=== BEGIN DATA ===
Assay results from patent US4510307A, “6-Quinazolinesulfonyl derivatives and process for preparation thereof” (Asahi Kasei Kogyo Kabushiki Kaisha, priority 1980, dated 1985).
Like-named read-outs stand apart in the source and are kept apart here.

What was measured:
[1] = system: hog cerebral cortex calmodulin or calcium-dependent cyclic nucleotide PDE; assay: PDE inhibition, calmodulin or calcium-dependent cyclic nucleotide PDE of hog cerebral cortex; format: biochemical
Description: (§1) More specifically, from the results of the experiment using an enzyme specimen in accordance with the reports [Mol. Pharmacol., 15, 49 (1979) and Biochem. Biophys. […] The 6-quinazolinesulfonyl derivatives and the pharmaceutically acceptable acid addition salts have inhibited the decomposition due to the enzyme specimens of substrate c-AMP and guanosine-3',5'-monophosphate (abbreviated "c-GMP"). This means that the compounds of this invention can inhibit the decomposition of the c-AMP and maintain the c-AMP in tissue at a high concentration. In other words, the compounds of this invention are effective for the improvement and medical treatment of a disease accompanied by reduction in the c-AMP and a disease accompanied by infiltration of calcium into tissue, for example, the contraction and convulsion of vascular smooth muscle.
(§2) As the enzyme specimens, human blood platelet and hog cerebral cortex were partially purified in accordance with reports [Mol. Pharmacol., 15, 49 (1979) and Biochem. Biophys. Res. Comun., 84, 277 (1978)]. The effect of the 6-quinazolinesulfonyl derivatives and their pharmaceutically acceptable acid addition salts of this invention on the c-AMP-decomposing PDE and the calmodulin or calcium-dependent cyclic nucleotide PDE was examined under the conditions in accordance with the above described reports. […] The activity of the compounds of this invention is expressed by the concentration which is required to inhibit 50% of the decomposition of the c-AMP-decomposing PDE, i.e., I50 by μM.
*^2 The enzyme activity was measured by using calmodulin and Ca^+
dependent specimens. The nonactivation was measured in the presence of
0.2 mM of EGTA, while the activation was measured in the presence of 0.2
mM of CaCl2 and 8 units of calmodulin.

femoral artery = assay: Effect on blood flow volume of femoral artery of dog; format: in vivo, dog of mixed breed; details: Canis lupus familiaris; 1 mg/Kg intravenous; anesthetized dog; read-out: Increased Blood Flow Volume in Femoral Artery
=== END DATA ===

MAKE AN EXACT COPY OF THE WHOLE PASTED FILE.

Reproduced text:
Assay results from patent US4510307A, “6-Quinazolinesulfonyl derivatives and process for preparation thereof” (Asahi Kasei Kogyo Kabushiki Kaisha, priority 1980, dated 1985).
Like-named read-outs stand apart in the source and are kept apart here.

What was measured:
[1] = system: hog cerebral cortex calmodulin or calcium-dependent cyclic nucleotide PDE; assay: PDE inhibition, calmodulin or calcium-dependent cyclic nucleotide PDE of hog cerebral cortex; format: biochemical
Description: (§1) More specifically, from the results of the experiment using an enzyme specimen in accordance with the reports [Mol. Pharmacol., 15, 49 (1979) and Biochem. Biophys. […] The 6-quinazolinesulfonyl derivatives and the pharmaceutically acceptable acid addition salts have inhibited the decomposition due to the enzyme specimens of substrate c-AMP and guanosine-3',5'-monophosphate (abbreviated "c-GMP"). This means that the compounds of this invention can inhibit the decomposition of the c-AMP and maintain the c-AMP in tissue at a high concentration. In other words, the compounds of this invention are effective for the improvement and medical treatment of a disease accompanied by reduction in the c-AMP and a disease accompanied by infiltration of calcium into tissue, for example, the contraction and convulsion of vascular smooth muscle.
(§2) As the enzyme specimens, human blood platelet and hog cerebral cortex were partially purified in accordance with reports [Mol. Pharmacol., 15, 49 (1979) and Biochem. Biophys. Res. Comun., 84, 277 (1978)]. The effect of the 6-quinazolinesulfonyl derivatives and their pharmaceutically acceptable acid addition salts of this invention on the c-AMP-decomposing PDE and the calmodulin or calcium-dependent cyclic nucleotide PDE was examined under the conditions in accordance with the above described reports. […] The activity of the compounds of this invention is expressed by the concentration which is required to inhibit 50% of the decomposition of the c-AMP-decomposing PDE, i.e., I50 by μM.
*^2 The enzyme activity was measured by using calmodulin and Ca^+
dependent specimens. The nonactivation was measured in the presence of
0.2 mM of EGTA, while the activation was measured in the presence of 0.2
mM of CaCl2 and 8 units of calmodulin.

femoral artery = assay: Effect on blood flow volume of femoral artery of dog; format: in vivo, dog of mixed breed; details: Canis lupus familiaris; 1 mg/Kg intravenous; anesthetized dog; read-out: Increased Blood Flow Volume in Femoral Artery